Patients with obstructive sleep apnea (OSA) don’t always require a complicated machine to address their condition. In fact, not all patients with sleep apnea snore, either. The term “apnea” is a Greek expression that means without breath, or to stop breathing. With sleep apnea, there are different ways for you to stop breathing in your sleep. Today, we explore the different kinds of sleep apnea, and how they affect your body’s oxygen supply as well as the quality of your sleep.
A Review of Obstructive Sleep Apnea
The most common form of sleep apnea is obstructive sleep apnea, or OSA, which is typically marked by periods of pronounced snoring. This is followed by a moment of silence, and then a loud gasp before the cycle begins a gain. Aptly named, obstructive sleep apnea describes a disorder where your airway is blocked by mouth and throat tissues that collapse when you sleep. As your airway grows smaller, air is forced through the shrinking space, causing loud snores as the tissues vibrate violently until the airway is closed. After a few moments, your mind panics from the lack of oxygen and forces your body awake to restart the breathing process, usually with a loud gasp. The constant disruptions (the cycle can repeat itself hundreds of times a night) can rob your mind and body of necessary rest, while oxygen deprivation can damage cells in your brain and body.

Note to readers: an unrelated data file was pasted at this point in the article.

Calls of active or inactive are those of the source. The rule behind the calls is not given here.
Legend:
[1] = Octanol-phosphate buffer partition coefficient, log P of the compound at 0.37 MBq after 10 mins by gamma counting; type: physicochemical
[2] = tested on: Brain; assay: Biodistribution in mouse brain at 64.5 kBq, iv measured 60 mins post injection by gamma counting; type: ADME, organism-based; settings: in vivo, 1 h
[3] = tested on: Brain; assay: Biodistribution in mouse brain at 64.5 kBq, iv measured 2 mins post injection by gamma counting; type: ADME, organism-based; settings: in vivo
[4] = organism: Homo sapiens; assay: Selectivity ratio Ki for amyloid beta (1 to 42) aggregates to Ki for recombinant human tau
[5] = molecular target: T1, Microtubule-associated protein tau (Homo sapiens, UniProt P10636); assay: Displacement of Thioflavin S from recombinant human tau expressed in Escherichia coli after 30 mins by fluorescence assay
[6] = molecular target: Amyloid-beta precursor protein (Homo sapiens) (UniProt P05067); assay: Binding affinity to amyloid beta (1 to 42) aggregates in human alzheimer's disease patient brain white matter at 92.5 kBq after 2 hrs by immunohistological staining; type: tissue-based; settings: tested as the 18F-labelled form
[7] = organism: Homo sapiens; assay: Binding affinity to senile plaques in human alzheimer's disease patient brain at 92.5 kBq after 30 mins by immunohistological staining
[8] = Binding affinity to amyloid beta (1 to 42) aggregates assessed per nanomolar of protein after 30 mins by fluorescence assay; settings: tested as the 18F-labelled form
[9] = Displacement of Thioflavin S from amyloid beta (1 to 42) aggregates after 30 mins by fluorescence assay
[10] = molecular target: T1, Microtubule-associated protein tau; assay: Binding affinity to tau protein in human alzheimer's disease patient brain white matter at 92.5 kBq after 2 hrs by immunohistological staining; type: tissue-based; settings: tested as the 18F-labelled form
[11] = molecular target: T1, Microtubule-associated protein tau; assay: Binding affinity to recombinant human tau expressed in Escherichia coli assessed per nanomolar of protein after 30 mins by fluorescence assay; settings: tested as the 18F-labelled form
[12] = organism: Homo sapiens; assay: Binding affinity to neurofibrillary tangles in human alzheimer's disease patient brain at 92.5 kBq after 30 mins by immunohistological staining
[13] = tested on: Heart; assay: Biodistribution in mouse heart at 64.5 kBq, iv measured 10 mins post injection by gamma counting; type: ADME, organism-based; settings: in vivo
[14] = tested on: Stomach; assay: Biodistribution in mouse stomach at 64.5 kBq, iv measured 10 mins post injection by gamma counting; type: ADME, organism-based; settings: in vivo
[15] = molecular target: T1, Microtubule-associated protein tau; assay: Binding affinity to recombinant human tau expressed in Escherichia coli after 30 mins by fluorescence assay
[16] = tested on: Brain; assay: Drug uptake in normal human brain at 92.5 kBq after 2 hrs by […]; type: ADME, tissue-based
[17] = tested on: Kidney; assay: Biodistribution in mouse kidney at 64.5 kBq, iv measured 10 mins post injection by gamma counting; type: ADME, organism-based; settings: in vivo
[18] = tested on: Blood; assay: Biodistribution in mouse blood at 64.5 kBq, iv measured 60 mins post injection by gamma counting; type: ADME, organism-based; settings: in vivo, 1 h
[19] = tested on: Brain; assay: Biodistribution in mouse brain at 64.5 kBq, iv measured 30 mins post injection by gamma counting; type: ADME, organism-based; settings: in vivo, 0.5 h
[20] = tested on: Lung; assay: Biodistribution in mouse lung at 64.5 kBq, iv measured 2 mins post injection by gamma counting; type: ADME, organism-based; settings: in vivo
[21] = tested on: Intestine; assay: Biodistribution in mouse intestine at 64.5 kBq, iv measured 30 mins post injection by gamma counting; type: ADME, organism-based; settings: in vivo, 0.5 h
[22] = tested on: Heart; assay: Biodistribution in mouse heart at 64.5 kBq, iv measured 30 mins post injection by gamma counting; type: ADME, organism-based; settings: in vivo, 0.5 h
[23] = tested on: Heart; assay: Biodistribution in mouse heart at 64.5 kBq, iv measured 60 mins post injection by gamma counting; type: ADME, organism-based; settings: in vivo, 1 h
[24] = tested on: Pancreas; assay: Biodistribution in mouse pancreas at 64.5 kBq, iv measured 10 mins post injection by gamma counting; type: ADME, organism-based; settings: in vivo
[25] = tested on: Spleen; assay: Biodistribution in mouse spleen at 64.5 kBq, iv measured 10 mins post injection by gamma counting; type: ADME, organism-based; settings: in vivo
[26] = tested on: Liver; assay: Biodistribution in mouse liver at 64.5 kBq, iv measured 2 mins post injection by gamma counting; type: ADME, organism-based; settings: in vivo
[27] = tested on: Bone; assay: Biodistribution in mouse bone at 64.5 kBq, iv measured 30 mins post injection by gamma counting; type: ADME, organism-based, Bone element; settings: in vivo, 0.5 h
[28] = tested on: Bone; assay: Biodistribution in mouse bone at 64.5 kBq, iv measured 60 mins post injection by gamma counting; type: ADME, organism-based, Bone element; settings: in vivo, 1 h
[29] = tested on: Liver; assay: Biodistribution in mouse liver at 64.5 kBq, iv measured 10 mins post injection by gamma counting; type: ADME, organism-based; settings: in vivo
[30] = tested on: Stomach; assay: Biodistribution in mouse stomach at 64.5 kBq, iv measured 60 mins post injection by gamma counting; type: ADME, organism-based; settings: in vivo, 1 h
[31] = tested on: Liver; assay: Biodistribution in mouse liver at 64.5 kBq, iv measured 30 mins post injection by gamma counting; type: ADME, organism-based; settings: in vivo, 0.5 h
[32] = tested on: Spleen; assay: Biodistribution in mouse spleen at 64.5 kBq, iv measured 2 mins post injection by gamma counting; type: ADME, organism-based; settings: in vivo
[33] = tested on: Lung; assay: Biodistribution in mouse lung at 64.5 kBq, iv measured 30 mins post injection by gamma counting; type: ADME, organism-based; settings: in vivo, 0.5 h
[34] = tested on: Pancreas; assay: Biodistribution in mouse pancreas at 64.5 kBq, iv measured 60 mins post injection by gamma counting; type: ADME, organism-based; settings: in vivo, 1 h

What Is Central Sleep Apnea?
Like obstructive sleep apnea, central apnea also involves periods of stopped breathing, though not caused by collapsing oral tissues. Central sleep apnea, which is less common than obstructive sleep apnea and occurs when the brain fails to send the necessary signals to your muscles to breathe, is often the result of a preexisting medical condition. In many cases of OSA, a sleeping device that holds your jaw in a forward position can often help you find relief; in central apnea cases, the underlying cause or medical condition must be addressed. Sometimes, patients may experience a mix of both central and obstructive sleep apnea, which is often diagnosed as mixed apnea.
Find Out if You Have Sleep Apnea
If you have sleep apnea, then our experts can help you find out what kind of sleep apnea you have and how to find the most appropriate treatment option. To learn more, schedule a consultation by calling Houston Sleep Solutions in Spring, TX, at (281) 320-2000, or in Pearland, TX, at (832) 564-3508.